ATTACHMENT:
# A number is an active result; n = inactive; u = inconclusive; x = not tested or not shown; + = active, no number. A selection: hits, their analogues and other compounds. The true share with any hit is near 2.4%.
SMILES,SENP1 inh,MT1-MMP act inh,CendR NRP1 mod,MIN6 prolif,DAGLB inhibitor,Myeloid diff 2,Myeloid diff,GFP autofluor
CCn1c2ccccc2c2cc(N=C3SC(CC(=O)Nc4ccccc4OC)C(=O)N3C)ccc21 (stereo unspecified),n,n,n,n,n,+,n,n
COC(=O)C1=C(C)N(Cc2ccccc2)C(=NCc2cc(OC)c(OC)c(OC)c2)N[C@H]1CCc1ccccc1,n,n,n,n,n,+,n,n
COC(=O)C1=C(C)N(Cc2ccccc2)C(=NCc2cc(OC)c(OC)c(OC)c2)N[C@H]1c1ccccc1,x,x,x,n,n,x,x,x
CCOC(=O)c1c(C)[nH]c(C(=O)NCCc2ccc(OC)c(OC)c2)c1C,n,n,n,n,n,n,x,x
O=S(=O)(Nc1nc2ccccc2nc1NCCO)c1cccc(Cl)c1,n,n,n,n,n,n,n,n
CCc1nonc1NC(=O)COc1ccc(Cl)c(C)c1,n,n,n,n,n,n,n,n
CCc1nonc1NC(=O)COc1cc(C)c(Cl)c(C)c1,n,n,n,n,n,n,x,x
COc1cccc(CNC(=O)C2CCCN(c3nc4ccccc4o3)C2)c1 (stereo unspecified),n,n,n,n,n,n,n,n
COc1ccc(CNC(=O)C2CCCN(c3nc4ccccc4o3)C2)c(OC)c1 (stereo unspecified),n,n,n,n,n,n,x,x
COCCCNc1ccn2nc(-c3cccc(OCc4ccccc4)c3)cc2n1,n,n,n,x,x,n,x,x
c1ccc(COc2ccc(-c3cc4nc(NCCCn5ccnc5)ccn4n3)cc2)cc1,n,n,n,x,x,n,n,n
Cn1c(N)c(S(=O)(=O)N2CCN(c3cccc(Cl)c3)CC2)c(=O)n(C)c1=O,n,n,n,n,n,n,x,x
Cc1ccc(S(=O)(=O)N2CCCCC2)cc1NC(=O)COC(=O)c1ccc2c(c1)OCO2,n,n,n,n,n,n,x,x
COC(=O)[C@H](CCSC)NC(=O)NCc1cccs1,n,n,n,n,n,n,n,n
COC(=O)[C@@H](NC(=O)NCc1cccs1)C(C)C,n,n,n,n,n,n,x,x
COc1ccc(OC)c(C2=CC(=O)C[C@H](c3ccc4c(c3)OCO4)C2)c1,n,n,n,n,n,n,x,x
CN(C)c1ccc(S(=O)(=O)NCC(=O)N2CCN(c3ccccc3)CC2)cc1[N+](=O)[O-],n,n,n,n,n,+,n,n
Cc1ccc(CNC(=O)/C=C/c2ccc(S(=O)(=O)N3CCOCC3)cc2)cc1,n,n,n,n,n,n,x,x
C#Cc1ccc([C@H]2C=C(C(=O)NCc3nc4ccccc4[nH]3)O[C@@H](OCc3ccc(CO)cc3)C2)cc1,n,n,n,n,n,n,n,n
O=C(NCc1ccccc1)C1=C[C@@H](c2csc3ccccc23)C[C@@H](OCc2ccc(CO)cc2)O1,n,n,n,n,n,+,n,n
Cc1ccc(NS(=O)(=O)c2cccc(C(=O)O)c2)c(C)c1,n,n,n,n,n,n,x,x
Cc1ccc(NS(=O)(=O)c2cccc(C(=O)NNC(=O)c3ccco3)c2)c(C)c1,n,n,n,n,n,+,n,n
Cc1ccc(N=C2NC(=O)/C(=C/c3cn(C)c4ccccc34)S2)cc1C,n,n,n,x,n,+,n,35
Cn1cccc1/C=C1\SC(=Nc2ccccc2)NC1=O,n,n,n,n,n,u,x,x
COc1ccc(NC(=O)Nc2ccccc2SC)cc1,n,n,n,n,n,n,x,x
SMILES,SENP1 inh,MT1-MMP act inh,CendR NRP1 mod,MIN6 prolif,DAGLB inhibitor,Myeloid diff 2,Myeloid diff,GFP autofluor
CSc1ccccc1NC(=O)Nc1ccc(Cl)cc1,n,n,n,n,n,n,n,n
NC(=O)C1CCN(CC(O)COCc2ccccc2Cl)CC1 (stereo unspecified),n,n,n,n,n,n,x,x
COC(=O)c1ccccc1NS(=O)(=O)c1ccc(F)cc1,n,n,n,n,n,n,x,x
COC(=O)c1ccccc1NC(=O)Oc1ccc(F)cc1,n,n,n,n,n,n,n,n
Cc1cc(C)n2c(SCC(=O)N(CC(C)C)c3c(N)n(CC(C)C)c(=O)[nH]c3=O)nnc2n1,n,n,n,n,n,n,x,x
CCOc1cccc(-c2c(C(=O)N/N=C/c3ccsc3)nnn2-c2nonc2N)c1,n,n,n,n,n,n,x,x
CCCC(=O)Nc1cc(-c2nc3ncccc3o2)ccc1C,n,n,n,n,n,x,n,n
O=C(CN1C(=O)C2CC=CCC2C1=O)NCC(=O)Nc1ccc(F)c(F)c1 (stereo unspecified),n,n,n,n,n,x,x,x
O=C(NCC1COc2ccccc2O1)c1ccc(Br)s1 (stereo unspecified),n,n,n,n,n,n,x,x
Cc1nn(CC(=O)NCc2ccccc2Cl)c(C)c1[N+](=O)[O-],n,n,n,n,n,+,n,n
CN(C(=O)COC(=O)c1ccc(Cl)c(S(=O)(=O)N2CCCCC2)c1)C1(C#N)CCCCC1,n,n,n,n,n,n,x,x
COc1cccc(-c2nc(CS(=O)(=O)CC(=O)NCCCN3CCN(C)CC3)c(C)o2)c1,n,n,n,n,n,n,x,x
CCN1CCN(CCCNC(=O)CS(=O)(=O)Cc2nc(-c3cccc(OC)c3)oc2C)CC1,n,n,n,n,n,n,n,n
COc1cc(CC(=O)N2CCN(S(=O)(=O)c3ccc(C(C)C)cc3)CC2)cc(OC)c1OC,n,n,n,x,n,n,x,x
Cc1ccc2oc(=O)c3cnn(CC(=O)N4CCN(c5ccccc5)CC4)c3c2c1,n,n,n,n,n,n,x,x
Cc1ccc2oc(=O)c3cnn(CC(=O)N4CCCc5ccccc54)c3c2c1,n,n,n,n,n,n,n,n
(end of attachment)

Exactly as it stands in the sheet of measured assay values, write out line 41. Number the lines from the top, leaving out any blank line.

CCN1CCN(CCCNC(=O)CS(=O)(=O)Cc2nc(-c3cccc(OC)c3)oc2C)CC1,n,n,n,n,n,n,n,n